The vision statement is one of the most important and overlooked parts of the IEP. This statement isn’t a required part of the IEP in the federal law IDEA, but it is required by many states. It’s important because it serves as a guide for developing special education services and goals that will help a student throughout the remaining school years, and ultimately, life after graduation.
What is a Vision Statement?
The vision statement is a collaborative description of what you and the rest of the IEP Team hope your child will be doing in the next one to five years. This description is a guide, not just for the current school year, but also for upcoming years, through graduation and beyond.
When everyone on the Team understands your child’s aspirations, they can write better goals to help achieve them. Many parents don’t understand the significance of this and write brief statements, such as they hope their son or daughter will graduate from high school. Even worse, school personnel might write the vision statement without input from the student or parents. But planning for your child’s future is critical and should start early. Don’t wait until high school to write a vision statement for your child.
How to Write a Vision Statement
Putting serious thought into what you want your child to achieve in the next one to five years is a valuable exercise, because it encourages thinking about the future. Many parents of children with special needs find it hard to think about the future since they are so focused on the present. Looking ahead to the next five years can seem impossible if you’re just trying to get through the week.
Yet, long-range planning is important for parents, because school personnel are primarily focused on short-term goals for the current school year. You are in the best position to consider long-range goals, since you know your child best and are the ones with the long-term commitment. Ask yourself: what are your future plans and goals for your child? What do you see your child accomplishing in the next five years?
If it is appropriate, have an older child discuss with you how he or she sees the future. Consider such things as community experiences, economic independence, acquiring a driver’s license, learning to take public transportation, living independently, further education, or job training. This information will help the Team understand your child’s interests and preferences.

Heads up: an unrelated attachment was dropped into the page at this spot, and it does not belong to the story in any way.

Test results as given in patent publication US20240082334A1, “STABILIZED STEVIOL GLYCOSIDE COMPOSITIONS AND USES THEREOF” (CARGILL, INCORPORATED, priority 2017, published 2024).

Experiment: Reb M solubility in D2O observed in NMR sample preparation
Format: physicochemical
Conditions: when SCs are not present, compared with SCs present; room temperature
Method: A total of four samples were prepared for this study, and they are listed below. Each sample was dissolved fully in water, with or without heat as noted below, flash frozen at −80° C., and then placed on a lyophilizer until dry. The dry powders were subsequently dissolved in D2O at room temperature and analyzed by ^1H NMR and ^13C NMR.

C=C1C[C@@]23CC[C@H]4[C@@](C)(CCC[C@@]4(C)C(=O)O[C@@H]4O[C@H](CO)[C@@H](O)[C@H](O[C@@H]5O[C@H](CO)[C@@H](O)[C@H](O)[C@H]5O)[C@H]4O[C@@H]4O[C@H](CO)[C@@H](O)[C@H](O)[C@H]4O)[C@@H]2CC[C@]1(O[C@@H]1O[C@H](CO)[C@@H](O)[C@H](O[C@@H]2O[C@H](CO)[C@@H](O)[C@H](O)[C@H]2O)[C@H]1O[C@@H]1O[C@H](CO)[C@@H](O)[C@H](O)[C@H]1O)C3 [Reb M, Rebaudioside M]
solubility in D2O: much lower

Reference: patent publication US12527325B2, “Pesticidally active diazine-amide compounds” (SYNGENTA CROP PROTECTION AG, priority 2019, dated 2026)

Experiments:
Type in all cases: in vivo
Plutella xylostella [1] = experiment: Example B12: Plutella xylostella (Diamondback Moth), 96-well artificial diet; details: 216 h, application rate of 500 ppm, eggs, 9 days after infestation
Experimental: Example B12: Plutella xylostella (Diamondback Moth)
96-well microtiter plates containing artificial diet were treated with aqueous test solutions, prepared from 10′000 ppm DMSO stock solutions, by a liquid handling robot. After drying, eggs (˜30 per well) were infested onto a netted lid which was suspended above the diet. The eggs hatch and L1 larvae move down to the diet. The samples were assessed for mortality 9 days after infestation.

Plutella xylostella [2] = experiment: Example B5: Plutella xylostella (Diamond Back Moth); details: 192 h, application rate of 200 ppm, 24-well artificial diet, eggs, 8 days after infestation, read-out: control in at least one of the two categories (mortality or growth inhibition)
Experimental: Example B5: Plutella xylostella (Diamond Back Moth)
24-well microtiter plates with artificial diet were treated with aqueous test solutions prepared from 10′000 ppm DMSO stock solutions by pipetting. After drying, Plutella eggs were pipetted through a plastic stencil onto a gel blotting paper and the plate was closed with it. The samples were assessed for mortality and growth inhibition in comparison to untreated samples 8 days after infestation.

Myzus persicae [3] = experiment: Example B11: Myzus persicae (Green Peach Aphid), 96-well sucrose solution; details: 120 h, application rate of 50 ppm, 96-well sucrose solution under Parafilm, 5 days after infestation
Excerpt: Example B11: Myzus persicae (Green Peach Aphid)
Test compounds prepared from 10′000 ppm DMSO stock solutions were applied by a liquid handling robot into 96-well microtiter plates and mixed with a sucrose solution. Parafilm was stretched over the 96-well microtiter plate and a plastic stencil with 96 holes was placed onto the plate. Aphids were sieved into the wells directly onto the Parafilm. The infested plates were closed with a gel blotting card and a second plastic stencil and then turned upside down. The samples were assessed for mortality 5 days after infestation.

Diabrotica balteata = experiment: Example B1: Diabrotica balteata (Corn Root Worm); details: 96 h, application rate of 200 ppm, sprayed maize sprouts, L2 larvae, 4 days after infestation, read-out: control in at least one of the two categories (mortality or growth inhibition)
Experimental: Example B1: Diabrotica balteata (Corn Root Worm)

Avoid Vague Vision Statements
Since a vision statement affects many aspects of the IEP, you want your input to be as specific as possible. To help your Team see the whole picture clearly, avoid vague statements such as these we have seen in actual IEPs:
The Team sees [student] having a smooth transition to high school. They would like her to gain the skills necessary to move on to college.
The Team hopes that [student] will successfully complete his goals and make progress both socially and academically.
These statements might sound good, but need specific descriptions of aspirations that are pertinent to your child. This is true even in elementary school, when your child is beginning to develop academic and social skills.
Write a Detailed Vision Statement
A vision statement can be longer than one or two sentences. Once you have a rough draft, be sure to discuss it with other Team members to create the final statement. It is important to have them give their input, because they may have ideas that you might not have considered. Keep in mind that a vision statement is a collaborative effort.
The following example illustrates how details can provide useful guidance for writing goals:
For grade three, we expect [student] to be reading and writing at grade level as measured by testing in the spring. We expect that he will receive the necessary support and specialized instruction to do this. We want him to achieve his potential academically so that he is at grade level every year through elementary school, with objective testing data to back this up.
A vision statement like this focuses your child’s IEP on results as confirmed by testing data, not just teacher observations or wishful thinking. This is an example of how your expectations, combined with an understanding of what the school should do, can improve your child’s chances of getting an appropriate education. You can read more about the importance of objective data for making educational decisions in our article: Levels of Performance and Your Child’s IEP.
How You Can Create Effective Vision Statements
- Begin thinking about your child’s future at an early age. You may only be considering the future one year at a time at this point, but even that is important. Realize that the vision statement will need to be updated each year as your child changes and reaches goals.
- The vision statement should inform schools of your expectations. Be sure to brainstorm with your Team about appropriate goals for your child and be realistic.
- Use independent testing, if possible, to confirm what your child is capable of. Don’t just rely on school testing for information.
- If your older child is ready, be sure to have a discussion with him or her about dreams and aspirations. It is important for parents and children to have dreams for the future and talk about what a child is most interested in. Have an older child write his or her own vision statement, if possible.
- The vision statement is closely linked to postgraduate transition planning. Be sure to include information about possible college, vocational school, employment, and independent living by the ninth grade IEP.
Judith Canty Graves and Carson Graves